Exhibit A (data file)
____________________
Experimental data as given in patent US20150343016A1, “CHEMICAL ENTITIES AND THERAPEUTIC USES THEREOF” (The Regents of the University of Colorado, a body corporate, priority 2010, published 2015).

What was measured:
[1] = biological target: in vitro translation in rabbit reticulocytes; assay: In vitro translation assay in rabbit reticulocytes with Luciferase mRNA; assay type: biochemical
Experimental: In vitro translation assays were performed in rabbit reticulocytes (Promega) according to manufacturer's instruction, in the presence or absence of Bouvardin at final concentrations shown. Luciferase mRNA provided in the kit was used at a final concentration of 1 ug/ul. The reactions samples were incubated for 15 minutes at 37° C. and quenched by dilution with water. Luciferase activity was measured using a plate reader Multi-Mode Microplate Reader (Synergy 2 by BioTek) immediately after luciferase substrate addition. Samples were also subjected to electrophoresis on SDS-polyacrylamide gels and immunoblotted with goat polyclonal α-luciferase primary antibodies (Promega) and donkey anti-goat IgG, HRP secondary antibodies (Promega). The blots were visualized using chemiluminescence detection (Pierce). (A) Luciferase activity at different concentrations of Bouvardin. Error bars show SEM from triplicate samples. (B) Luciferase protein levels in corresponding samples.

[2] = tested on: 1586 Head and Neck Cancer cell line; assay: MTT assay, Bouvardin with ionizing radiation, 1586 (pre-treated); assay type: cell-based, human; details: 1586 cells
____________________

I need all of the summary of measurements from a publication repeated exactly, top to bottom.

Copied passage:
Experimental data as given in patent US20150343016A1, “CHEMICAL ENTITIES AND THERAPEUTIC USES THEREOF” (The Regents of the University of Colorado, a body corporate, priority 2010, published 2015).

What was measured:
[1] = biological target: in vitro translation in rabbit reticulocytes; assay: In vitro translation assay in rabbit reticulocytes with Luciferase mRNA; assay type: biochemical
Experimental: In vitro translation assays were performed in rabbit reticulocytes (Promega) according to manufacturer's instruction, in the presence or absence of Bouvardin at final concentrations shown. Luciferase mRNA provided in the kit was used at a final concentration of 1 ug/ul. The reactions samples were incubated for 15 minutes at 37° C. and quenched by dilution with water. Luciferase activity was measured using a plate reader Multi-Mode Microplate Reader (Synergy 2 by BioTek) immediately after luciferase substrate addition. Samples were also subjected to electrophoresis on SDS-polyacrylamide gels and immunoblotted with goat polyclonal α-luciferase primary antibodies (Promega) and donkey anti-goat IgG, HRP secondary antibodies (Promega). The blots were visualized using chemiluminescence detection (Pierce). (A) Luciferase activity at different concentrations of Bouvardin. Error bars show SEM from triplicate samples. (B) Luciferase protein levels in corresponding samples.

[2] = tested on: 1586 Head and Neck Cancer cell line; assay: MTT assay, Bouvardin with ionizing radiation, 1586 (pre-treated); assay type: cell-based, human; details: 1586 cells